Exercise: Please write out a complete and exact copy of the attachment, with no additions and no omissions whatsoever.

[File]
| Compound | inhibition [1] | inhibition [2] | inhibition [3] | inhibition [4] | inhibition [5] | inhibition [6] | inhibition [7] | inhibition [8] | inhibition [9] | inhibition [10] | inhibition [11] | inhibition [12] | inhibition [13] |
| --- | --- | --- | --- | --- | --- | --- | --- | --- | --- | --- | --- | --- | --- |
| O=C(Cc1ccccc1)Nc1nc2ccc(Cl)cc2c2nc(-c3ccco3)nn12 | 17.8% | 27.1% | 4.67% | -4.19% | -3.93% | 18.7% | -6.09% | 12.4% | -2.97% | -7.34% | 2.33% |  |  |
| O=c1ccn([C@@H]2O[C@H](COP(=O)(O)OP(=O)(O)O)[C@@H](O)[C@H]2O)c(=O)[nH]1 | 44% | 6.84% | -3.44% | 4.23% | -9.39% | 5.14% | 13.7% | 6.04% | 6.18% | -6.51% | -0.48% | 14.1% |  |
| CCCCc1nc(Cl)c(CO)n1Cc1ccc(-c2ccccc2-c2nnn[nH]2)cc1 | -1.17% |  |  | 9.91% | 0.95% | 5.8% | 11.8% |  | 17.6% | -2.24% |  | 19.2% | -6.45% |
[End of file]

| Compound | inhibition [1] | inhibition [2] | inhibition [3] | inhibition [4] | inhibition [5] | inhibition [6] | inhibition [7] | inhibition [8] | inhibition [9] | inhibition [10] | inhibition [11] | inhibition [12] | inhibition [13] |
| --- | --- | --- | --- | --- | --- | --- | --- | --- | --- | --- | --- | --- | --- |
| O=C(Cc1ccccc1)Nc1nc2ccc(Cl)cc2c2nc(-c3ccco3)nn12 | 17.8% | 27.1% | 4.67% | -4.19% | -3.93% | 18.7% | -6.09% | 12.4% | -2.97% | -7.34% | 2.33% |  |  |
| O=c1ccn([C@@H]2O[C@H](COP(=O)(O)OP(=O)(O)O)[C@@H](O)[C@H]2O)c(=O)[nH]1 | 44% | 6.84% | -3.44% | 4.23% | -9.39% | 5.14% | 13.7% | 6.04% | 6.18% | -6.51% | -0.48% | 14.1% |  |
| CCCCc1nc(Cl)c(CO)n1Cc1ccc(-c2ccccc2-c2nnn[nH]2)cc1 | -1.17% |  |  | 9.91% | 0.95% | 5.8% | 11.8% |  | 17.6% | -2.24% |  | 19.2% | -6.45% |